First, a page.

AWS Lambda for beginners with example

In this blog we will learn about AWS Lambda and create a lambda function.

Serverless compute is a cloud computing execution model in which the AWS Cloud acts as the server and dynamically manages the allocation of machine resources.

  • AWS Lambda is the AWS serverless compute platform that enables you to run code without provisioning or managing servers.
  • With AWS Lambda, you can run code for nearly any type of application or backend service — with zero administration
  • Only upload your code, and AWS Lambda performs all the tasks you require to run and scale your code with high availability.

AWS Lambda is sometimes referred to as a function-as-a-service (FaaS)

AWS Lambda executes code whenever the function is triggered, and no Amazon Elastic Compute Cloud (Amazon EC2) instances need to be spun up in your infrastructure.

  • No Servers to manage
  • Automatically scales your application by running code in response to each trigger.
  • when you run Amazon EC2 instances, you are responsible for costs associated with the instance runtime. It does not matter whether your site receives little to no traffic — if the server is running, there are costs. With AWS Lambda, if no one executes the function or if the function is not triggered, no charges are incurred.
  • AWS Lambda uses containerization to run your code
  • When your function is triggered, it creates a container that will execute your code and returns your application as a result
  • Cold Start: Container is created on the first invocation
  • Once the container starts to run, it remains active for several minutes before it terminates. If an invocation runs on a container that is already available, that invocation runs on a warm container.

AWS Lambda functions currently support the following languages:

  • C# (.NET Core 1.0)
  • C# (.NET Core 2.0)
  • Go 1.x
  • Java 8
  • Node.js 4.3
  • Node.js 6.10
  • Node.js 8.10
  • Python 2.7
  • Python 3.6

When you create an AWS Lambda function, there are four options:

  • Author from scratch Manually create all settings and options.
  • Blueprints Select a preconfigured template that you can modify.
  • Container Image
  • Serverless application repository Deploy a publicly shared application with the AWS Serverless Application Model (AWS SAM).
  • Non-streaming event source ( Push Model)

Ex- Amazon Echo, Amazon Simple Storage Service (Amazon S3), Amazon Simple Notification Service (Amazon SNS), and Amazon Cognito

  • Streaming event source ( Pull Model)

Ex- Amazon Kinesis or Amazon DynamoDB stream

We can execute an AWS Lambda function synchronously or asynchronously.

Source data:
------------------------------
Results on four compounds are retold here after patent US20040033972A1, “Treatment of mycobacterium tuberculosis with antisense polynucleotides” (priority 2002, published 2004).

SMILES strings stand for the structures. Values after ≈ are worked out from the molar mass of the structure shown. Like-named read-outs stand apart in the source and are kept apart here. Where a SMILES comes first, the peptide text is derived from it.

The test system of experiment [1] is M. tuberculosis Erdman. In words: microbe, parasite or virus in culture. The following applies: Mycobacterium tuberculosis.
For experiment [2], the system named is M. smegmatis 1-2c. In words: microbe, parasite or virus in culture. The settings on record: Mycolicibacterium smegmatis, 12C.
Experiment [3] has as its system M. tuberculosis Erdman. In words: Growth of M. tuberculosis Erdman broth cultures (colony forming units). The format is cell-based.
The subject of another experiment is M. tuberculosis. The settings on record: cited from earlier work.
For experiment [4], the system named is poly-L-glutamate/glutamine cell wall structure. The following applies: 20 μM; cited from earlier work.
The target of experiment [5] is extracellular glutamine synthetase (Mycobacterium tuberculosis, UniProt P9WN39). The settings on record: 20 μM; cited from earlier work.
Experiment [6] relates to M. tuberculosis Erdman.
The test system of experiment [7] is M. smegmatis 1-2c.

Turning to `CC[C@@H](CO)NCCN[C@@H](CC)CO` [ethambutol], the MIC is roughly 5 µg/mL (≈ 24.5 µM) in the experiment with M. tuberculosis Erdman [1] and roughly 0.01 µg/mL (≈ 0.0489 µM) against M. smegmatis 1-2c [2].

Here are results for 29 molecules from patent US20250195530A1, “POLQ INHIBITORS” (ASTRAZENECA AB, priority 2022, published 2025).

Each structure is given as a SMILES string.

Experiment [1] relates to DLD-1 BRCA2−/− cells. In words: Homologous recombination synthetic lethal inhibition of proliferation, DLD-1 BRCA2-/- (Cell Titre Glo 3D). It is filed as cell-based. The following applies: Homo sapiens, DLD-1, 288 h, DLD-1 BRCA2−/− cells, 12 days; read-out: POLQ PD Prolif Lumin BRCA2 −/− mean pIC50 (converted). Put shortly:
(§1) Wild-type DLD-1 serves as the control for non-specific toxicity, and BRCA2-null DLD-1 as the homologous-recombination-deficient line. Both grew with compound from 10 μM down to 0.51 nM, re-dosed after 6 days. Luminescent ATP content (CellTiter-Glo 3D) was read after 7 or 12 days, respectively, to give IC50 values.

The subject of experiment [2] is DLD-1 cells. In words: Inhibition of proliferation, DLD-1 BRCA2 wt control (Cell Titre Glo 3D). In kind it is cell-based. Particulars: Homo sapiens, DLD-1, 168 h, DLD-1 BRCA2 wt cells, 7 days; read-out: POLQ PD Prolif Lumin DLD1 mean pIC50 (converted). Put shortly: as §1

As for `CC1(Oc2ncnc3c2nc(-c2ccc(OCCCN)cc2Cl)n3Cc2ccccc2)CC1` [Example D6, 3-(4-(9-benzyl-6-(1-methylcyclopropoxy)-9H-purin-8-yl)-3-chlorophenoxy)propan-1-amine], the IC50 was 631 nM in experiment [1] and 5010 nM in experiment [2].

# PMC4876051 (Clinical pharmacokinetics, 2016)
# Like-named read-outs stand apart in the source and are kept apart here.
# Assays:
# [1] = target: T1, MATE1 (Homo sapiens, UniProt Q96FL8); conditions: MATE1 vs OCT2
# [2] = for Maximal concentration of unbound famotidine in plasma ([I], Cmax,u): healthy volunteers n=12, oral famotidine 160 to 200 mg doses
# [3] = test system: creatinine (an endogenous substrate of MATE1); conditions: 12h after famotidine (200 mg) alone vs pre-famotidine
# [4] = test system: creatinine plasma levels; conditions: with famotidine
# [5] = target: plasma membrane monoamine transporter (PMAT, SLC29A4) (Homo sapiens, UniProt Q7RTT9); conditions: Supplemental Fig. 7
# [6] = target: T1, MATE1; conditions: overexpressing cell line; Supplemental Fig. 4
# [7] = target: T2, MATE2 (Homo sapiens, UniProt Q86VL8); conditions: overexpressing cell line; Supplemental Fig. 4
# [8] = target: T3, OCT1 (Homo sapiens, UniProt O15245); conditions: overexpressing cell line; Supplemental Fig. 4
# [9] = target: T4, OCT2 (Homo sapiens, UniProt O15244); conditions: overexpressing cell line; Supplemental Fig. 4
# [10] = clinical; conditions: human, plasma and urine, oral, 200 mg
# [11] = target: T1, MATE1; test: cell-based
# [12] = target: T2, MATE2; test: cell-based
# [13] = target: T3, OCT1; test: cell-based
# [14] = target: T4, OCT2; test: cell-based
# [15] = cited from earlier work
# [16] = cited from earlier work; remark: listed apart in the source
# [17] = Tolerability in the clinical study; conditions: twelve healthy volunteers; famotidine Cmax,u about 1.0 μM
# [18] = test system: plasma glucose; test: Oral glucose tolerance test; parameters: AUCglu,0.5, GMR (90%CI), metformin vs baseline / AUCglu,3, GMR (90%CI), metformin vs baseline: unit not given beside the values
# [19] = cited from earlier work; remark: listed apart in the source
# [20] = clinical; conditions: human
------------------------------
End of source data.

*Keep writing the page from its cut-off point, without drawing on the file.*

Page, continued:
The InvocationType parameter determines when to invoke an AWS Lambda function.

This parameter has three possible values:

  • RequestResponse — Execute synchronously.
  • Event — Execute asynchronously.
  • DryRun — Test that the caller permits the invocation but does not execute the function.

With an event source (push model), a service such as Amazon S3 invokes the AWS Lambda function each time an event occurs with the bucket you specify.

Push Model Flow

  1. You create an object in a bucket.
  2. Amazon S3 detects the object-created event.
  3. Amazon S3 invokes your AWS Lambda function according to the event source mapping in the bucket notification configuration.
  4. AWS Lambda verifies the permissions policy attached to the AWS Lambda function to ensure that Amazon S3 has the necessary permissions.
  5. AWS Lambda executes the AWS Lambda function, and the AWS Lambda function receives the event as a parameter.

Pull Model

With a pull model invocation, AWS Lambda polls a stream and invokes the function upon detection of a new record on the stream. Amazon Kinesis uses the pull model.

  1. A custom application writes records to an Amazon Kinesis stream.
  2. AWS Lambda continuously polls the stream and invokes the AWS Lambda function when the service detects new records on the stream. AWS Lambda knows which stream to poll and which AWS Lambda function to invoke based on the event source mapping you create in AWS Lambda.
  3. Assuming that the attached permissions policy, which allows AWS Lambda to poll the stream, is verified, then AWS Lambda executes the function.

The final way to invoke an AWS Lambda function applies to custom applications with the RequestReponse invocation type. Using this invocation method, AWS Lambda executes the function synchronously, returns the response immediately to the calling application, and alerts you to whether the invocation occurs.

Your application creates an HTTP POST request to pass the necessary parameters and invoke the function. To use this type of invocation model, you must set the RequestResponse in the X-Amz–Invocation–Type HTTP header.

Security in Lambda Function

There are two types of policies with Lambda:

  • a function policy and
  • an execution policy, or AWS role.

A function policy defines which AWS resources are allowed to invoke your function.

The execution role defines which AWS resources your function can access.

AWS Lambda provides the following AWS permissions policies: